.- Ian Ker, an expert biographer of English convert Cardinal John Henry Newman, answered the calumnies leveled against the Servant of God in recent weeks by the homosexual lobby, saying he was buried in the tomb of the Father Ambrose St. John because that was his desire and that the two enjoyed a close friendship.
In an article entitled, “John Henry Newman and the sacrifice of celibacy,” published in L’Osservatore Romano, Ker comments that “the decision to exhume the body of venerable John Henry Newman has provoked reactions, in particular on the part of the homosexual lobby,” whose leaders are attempting to manipulate the image of the cardinal in order to promote their agenda.
According to Ker, this “protest” carries an ill-intentioned implication because it spreads the idea that “Newman wanted to be buried with his friend because he had some kind of bond with him or something more than just a simple friendship.”
Ker refutes these claims with historical examples such as the case of C.S. Lewis and his brother Warnie, who both desired to be buried in the same tomb and who nobody accuses of having incestuous sentiments.
Likewise, he mentioned the case of Dorothy Collins, the devoted secretary of G.K. Chesterton, who with his wife treated her as a daughter. Collins desired that her remains be cremated and buried in the tomb of the Chestertons as an expression of her love for them.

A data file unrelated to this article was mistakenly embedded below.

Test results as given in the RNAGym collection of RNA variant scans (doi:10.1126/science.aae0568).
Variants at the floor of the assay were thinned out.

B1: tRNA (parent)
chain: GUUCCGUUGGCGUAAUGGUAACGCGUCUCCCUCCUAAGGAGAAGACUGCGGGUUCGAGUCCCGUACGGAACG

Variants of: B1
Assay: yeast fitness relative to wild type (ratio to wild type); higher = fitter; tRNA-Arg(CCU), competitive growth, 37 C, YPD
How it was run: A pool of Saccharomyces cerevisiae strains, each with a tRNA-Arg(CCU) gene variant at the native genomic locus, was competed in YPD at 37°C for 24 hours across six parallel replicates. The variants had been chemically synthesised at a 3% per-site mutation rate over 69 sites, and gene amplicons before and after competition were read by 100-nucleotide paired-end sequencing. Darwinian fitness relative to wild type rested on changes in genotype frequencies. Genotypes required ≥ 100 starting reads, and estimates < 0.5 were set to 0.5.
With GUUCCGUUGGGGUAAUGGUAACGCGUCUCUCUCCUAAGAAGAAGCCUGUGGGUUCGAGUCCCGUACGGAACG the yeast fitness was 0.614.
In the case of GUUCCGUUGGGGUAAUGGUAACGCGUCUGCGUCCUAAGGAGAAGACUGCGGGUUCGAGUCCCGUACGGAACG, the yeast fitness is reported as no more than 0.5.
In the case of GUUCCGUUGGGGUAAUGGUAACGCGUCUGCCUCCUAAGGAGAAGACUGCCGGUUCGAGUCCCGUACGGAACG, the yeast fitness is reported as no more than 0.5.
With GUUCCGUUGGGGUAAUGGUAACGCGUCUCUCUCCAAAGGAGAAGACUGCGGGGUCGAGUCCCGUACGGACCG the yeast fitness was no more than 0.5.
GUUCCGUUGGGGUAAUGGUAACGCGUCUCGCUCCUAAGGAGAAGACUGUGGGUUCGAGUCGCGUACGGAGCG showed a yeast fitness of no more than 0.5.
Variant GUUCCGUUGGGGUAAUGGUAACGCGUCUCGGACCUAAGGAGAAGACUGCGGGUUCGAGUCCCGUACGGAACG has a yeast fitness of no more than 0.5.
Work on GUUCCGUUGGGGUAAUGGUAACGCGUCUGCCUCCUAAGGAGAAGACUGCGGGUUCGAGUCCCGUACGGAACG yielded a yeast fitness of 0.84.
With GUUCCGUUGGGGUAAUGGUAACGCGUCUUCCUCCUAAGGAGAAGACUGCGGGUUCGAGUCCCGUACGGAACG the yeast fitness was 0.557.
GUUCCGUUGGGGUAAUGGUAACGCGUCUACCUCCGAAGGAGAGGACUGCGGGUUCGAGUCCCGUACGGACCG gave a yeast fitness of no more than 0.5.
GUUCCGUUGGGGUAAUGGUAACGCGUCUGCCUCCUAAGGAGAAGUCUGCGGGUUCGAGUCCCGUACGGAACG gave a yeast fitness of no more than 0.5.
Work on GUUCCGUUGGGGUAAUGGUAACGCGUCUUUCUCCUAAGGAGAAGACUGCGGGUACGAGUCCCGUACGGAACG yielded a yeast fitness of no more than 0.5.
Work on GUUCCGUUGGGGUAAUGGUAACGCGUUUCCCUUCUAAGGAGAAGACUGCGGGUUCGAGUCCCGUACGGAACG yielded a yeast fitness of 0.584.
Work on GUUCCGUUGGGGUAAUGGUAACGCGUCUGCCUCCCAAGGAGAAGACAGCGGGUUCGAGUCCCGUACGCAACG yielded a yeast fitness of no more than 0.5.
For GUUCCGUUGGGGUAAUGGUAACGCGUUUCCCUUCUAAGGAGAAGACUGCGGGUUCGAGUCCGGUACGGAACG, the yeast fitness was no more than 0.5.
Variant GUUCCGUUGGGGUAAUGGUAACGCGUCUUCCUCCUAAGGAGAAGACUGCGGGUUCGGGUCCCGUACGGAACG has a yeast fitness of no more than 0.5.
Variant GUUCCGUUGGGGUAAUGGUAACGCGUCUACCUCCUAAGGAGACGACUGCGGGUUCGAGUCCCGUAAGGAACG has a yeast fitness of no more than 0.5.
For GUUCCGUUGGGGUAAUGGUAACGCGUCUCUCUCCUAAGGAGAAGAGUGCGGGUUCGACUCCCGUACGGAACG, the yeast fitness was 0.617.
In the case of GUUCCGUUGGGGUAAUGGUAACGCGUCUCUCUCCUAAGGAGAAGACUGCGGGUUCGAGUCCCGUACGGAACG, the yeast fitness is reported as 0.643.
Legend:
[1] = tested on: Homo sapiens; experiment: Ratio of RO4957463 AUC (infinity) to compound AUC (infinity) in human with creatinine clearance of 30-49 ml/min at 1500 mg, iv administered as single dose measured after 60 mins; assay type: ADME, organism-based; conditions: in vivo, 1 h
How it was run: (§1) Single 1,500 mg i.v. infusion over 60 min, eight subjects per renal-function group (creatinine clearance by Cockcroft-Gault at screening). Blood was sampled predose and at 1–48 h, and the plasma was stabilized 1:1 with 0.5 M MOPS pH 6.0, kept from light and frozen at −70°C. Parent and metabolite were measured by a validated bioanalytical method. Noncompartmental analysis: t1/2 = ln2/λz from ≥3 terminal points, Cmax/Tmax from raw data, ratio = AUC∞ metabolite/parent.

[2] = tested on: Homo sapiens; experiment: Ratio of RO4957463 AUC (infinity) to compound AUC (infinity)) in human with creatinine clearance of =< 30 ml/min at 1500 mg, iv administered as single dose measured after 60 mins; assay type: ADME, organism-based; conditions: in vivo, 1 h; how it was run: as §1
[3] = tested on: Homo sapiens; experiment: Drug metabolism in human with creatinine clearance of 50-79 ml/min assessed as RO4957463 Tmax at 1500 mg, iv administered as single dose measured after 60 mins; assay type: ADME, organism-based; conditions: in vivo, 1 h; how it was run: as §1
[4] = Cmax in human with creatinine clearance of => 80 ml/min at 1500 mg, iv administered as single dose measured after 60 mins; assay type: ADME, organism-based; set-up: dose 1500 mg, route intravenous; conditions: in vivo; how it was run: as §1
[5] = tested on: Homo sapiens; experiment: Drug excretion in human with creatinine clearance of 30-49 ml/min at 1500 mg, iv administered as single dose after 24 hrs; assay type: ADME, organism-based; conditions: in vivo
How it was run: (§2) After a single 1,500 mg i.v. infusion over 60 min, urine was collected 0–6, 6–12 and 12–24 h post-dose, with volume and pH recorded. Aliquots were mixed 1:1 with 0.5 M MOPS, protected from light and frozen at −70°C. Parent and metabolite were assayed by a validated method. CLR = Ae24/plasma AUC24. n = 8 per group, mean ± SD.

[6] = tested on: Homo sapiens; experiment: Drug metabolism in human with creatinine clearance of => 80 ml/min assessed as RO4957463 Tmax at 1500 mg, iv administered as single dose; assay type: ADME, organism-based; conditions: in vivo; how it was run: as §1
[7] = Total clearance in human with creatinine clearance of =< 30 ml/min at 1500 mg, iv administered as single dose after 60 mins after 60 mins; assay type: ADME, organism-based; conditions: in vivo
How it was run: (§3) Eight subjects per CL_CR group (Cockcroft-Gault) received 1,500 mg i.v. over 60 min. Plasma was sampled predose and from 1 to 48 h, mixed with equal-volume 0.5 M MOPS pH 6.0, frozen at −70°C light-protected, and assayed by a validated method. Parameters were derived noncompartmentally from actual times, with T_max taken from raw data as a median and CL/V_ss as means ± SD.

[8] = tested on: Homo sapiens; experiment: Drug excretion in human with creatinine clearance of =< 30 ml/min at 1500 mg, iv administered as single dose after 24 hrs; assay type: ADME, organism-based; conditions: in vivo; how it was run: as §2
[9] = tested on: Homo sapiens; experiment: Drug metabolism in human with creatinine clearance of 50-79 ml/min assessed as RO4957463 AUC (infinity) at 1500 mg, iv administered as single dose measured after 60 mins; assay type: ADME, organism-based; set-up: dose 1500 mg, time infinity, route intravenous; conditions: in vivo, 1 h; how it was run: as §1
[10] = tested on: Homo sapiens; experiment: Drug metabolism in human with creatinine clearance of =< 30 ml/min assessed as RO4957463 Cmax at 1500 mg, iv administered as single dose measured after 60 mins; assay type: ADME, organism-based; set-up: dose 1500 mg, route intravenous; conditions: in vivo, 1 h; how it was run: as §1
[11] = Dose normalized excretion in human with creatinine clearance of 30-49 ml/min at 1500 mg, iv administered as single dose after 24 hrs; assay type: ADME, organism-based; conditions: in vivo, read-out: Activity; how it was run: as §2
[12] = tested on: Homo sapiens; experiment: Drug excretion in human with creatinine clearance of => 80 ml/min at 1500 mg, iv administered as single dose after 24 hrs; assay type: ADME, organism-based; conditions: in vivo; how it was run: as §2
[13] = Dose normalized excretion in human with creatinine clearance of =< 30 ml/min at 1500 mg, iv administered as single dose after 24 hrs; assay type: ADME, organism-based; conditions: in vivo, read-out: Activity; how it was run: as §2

Ker, author of the book “John Henry Newman: A Biography,” pointed out that Father Ambrose accompanied Cardinal Newman “during the difficult period of the founding of the St. Philip Neri Oratory in England and during all the subsequent trials and tribulations of Newman as a Catholic.”
The Oxford professor noted that Newman decided to embrace celibacy at the age of 15, long before his conversion to Catholicism, and he wrote in his “Apologia pro vita sua” how “during the subsequent 14 years, with only a few months of interruption and later continuing, he explained that his vocation ‘demanded such a sacrifice’.”
“Naturally, Newman spoke of marriage with a woman and of the ‘sacrifice’ that celibacy carried with it. The only reason why celibacy could be a sacrifice was because Newman, as with any normal man, desired to get married. However, while he did not belong to a church in which celibacy was a rule or an ideal, Newman, profoundly immersed in the Scriptures, knew the Lord’s words: ‘some renounce marriage for the sake of the kingdom of heaven’,” Ker explained.
He cited some of Newman’s writings in which the Servant of God, while still an Anglican minister able to marry, showed his “total effort” to persevere in the celibate life, “to which he unequivocally felt called.”
In response to those who demand that Newman’s last wishes to be buried in the tomb of his friend be respected, Ker recalls that “during his life as a Catholic, Newman always insisted that his writings could be corrected by Holy Mother Church. That was his constant thinking.”
For this reason, “If Church authorities decide to transfer his body to a church, Newman’s answer without a doubt would be that his last will, as with everything else he wrote, was subject to correction from a higher authority. If this authority decides his body should be transferred, while that of his friend is not, Newman would have undoubtedly said, ‘Amen’.”